How Everything Works
How Everything Works How Everything Works

Question 1165

I understand that an ear thermometer measures a person's temperature by studying the thermal radiation emitted by their ear. What is the farthest range that a person can emit thermal radiation that can still be received? Does this range depend on how hot the inner person is? — M
The thermal radiation that a person emits is mostly infrared light and, like all light, it can travel forever if nothing gets in its way. In principle, if you can observe something through a telescope, you can also measure its temperature. For example, astronomers can measure the temperature of a distant star by studying the star's spectrum of thermal radiation.

However, there are several complications when using this technique to measure a person's temperature. First, anything that lies between the person and you, and that absorbs or emit thermal radiation, will affect your measurement. That's because some of the thermal radiation that appears to be coming from the person may be coming from those in between things. Fortunately, air is moderately transparent to thermal radiation but many other things aren't. In fact, to get an accurate reading of person's temperature, you'd have to cool the telescope and the light detector so that they don't add their own thermal radiation to what you observe. You'd also have to use a mirror telescope because glass optics absorb infrared light.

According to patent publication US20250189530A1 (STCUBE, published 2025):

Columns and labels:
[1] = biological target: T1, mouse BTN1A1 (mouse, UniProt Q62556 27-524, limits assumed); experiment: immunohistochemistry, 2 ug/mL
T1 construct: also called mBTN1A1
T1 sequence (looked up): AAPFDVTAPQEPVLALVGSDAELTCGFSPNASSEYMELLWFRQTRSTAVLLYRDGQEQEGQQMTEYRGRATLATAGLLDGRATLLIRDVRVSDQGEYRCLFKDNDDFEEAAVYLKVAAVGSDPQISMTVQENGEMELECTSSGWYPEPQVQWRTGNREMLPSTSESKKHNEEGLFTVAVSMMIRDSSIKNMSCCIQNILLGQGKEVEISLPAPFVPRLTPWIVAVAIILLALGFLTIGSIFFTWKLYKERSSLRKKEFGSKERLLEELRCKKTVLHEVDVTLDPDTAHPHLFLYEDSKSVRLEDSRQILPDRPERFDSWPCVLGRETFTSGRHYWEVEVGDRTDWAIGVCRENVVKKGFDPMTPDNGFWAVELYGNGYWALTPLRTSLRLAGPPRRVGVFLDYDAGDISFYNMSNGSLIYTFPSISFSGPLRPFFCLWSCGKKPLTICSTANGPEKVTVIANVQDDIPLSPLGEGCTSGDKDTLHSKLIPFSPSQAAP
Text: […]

Second, the temperature that you observe will be that of the person's skin and not their inner core temperature. That's because the person's skin absorbs any infrared light from inside the person and it emits its own infrared light to the world around the person. You can't observe infrared light from inside the person because the person's skin blocks your view. All you see is their skin temperature.


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